The defendant next contends that it was reversible error for the trial court to allow the State to call him to the stand as an adverse witness under section 60 of the Civil Practice Act. He argues that portions of the testimony elicited from him exposed him to possible prosecution for either fornication or adultery and thereby violated his constitutional right not to be compelled to incriminate himself. He further contends that although the courts have characterized paternity proceedings as being "civil" in nature, they have not hesitated to protect constitutional rights in other kinds of civil proceedings where these rights have been threatened.

At trial, counsel for defendant objected to his client being called as an adverse witness because, "He will have to give testimony against himself, which is prohibited in a criminal action." At no time, however, during the questioning by the State's Attorney did the defendant refuse to answer a question propounded to him on the ground that answering it might tend to incriminate him.

[9-17] A paternity proceeding in its nature has the appearance of a criminal prosecution, but in fact it is a civil proceeding, the main object of which is to compel the putative father to contribute to the support of his illegitimate child to prevent the child from becoming a public charge. People ex rel. Dalman v. O'Malley, 43 Ill. App.2d 95, 192 N.E.2d 589. It being a civil action it follows that it is governed by the Civil Practice Act. See Poindexter v. Willis, 87 Ill. App.2d 213, 231 N.E.2d 1. While we agree with the defendant that under certain circumstances a defendant may rely on the privilege against self-incrimination in a proceeding which is ostensibly civil in nature (City of Chicago v. Berg, 48 Ill. App.2d 251, 199 N.E.2d 49), we do not believe that the facts of the instant case present such a situation. The Fifth Amendment does not disallow the asking of potentially incriminating questions nor does it allow the person of whom the questions are asked to refuse to answer them without expressly asserting that his answer may tend to incriminate him. Communist Party of the United States v. Subversive Activities Control Board, 367 U.S. 1. The privilege against self-incrimination is a personal one and if the witness answers without claiming it, the privilege is deemed to be waived. People v. Nachowicz, 340 Ill. 480, 172 N.E. 812. In a civil case, the privilege against self-incrimination can only be raised after the witness has been sworn and can only be asserted in response to a potentially incriminatory question; in other words, the Fifth Amendment's protection does not attach until the witness has taken the stand and has refused to answer a question propounded to him. Pennsylvania Tank Line v. Jordan, 341 Ill. 94, 173 N.E. 181; 8 Wigmore, Evidence, § 2268 (McNaughton, Rev, 1961). See also, In re Groban, 99 Ohio App. 512, 135 N.E.2d 477, affd, 164 Ohio St. 26, 128 N.E.2d 106, affd 352 U.S. 330; O'Connell v. United States, 40 F.2d 201 (CA 2nd Cir). On the basis of the foregoing authority we have concluded that calling the defendant to the stand as an adverse witness under section 60 did not violate his privilege against self-incrimination; and, furthermore, that his failure to claim the privilege during his questioning by the State's Attorney waived his right to assert it on appeal in regard to the questions asked of him at trial.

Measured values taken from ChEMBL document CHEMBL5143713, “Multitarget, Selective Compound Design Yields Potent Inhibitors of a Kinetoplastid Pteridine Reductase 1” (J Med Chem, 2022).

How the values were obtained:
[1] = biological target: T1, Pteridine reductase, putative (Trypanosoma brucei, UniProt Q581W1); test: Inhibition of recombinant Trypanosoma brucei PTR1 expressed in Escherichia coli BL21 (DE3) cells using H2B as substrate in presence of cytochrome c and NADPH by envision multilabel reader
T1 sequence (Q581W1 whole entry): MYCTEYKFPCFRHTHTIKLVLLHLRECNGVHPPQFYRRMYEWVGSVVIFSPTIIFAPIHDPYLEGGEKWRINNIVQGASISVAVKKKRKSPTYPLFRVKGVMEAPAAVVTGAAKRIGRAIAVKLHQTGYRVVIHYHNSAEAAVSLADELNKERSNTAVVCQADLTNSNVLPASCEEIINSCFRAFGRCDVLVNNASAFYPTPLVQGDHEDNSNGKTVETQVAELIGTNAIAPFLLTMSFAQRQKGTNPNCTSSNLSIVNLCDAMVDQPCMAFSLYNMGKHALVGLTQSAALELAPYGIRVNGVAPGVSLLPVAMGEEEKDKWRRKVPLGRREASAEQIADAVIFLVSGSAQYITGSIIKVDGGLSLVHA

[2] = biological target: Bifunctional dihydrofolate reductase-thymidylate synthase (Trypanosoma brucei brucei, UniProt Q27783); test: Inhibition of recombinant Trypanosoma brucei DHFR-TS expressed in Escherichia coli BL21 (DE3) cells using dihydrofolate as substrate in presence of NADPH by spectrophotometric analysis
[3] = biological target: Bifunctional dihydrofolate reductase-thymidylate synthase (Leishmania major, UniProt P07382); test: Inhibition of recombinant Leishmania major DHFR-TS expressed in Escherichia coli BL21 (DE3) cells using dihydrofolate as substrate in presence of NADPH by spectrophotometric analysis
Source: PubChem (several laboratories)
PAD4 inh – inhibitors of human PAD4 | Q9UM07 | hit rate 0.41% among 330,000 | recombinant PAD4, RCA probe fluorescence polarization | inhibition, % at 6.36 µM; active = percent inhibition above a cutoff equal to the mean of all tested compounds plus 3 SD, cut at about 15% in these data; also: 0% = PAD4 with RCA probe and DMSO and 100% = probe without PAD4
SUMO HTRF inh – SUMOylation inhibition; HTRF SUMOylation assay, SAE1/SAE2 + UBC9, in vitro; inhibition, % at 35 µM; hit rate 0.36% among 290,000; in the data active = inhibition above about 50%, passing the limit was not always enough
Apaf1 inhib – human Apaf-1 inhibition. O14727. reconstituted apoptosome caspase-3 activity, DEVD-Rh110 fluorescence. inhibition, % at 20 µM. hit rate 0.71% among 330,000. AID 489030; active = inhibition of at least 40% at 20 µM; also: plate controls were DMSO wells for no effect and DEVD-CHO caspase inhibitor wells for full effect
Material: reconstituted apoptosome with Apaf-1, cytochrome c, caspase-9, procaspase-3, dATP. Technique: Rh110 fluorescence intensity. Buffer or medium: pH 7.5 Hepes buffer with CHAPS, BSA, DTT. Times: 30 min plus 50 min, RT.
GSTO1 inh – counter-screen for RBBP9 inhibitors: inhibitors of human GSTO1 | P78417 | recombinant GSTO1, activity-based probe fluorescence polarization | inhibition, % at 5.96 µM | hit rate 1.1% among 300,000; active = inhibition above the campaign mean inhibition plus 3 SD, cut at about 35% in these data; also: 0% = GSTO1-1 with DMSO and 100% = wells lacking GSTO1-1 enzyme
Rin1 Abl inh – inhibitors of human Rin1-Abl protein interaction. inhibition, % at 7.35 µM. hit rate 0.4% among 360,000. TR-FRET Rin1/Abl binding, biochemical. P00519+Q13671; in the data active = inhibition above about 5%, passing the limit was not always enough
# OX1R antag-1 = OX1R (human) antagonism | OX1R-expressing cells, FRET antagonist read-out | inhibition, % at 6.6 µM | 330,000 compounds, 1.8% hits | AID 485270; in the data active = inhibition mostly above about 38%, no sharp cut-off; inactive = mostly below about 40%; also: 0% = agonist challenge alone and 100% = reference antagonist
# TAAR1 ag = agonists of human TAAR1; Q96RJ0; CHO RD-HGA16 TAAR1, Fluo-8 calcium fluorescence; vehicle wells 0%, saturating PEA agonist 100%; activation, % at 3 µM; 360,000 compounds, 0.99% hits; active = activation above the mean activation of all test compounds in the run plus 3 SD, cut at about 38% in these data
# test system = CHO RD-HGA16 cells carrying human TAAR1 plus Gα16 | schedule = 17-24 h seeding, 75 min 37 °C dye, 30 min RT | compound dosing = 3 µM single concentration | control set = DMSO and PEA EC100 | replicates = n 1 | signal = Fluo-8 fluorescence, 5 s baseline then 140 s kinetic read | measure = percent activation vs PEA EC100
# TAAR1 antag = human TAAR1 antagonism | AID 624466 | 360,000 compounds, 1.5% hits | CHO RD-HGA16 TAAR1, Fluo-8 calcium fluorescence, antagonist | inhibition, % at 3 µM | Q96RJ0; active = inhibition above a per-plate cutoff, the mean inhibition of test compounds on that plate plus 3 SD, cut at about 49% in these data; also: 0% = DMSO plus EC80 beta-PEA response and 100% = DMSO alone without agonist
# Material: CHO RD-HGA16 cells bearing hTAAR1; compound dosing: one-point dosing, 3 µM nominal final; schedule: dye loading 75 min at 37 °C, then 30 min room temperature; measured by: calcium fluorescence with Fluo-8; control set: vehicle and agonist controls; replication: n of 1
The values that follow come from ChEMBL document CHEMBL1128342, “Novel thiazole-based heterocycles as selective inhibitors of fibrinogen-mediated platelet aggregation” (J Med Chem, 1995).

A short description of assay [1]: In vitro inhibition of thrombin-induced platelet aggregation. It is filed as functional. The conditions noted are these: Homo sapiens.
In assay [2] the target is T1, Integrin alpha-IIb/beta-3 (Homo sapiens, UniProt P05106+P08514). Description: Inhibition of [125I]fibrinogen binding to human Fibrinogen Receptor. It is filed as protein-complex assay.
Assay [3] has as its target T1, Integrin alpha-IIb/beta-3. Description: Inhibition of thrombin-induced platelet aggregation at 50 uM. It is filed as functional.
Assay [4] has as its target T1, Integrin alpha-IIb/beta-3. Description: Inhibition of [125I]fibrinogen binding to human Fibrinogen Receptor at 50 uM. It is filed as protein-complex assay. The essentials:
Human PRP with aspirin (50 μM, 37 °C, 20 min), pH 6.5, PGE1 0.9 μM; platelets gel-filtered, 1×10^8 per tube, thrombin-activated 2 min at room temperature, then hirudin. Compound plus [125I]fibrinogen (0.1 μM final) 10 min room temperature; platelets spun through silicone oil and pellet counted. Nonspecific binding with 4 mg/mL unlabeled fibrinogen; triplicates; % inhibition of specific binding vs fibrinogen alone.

Finally, the defendant contends that a mistrial should have been declared because the Magistrate betrayed her prejudice when she made a premature finding of guilty after hearing a motion made by him to dismiss at the close of the State's evidence. The Magistrate stated that she would enter a finding of guilty before the defendant had been given an opportunity to introduce any evidence. However, we must consider the fact that the trial took place without a jury, and the record is clear that the error was quickly corrected. The defendant was offered a full opportunity to present his case. It may be that because the defendant had already testified the Magistrate became confused and incorrectly assumed that the defendant was not going to offer any other evidence. In any event, the Magistrate considered all of the evidence offered and we have concluded that the defendant was not prejudiced by this premature finding. The case of Vander Veen v. Yellow Cab Co., 89 Ill. App.2d 91, 233 N.E.2d 68, is clearly distinguishable on the facts, and merits no discussion by us.

The judgment is, therefore, affirmed.

Affirmed.

ADESKO and MURPHY, JJ., concur.

19680624

© 2002 VersusLaw Inc.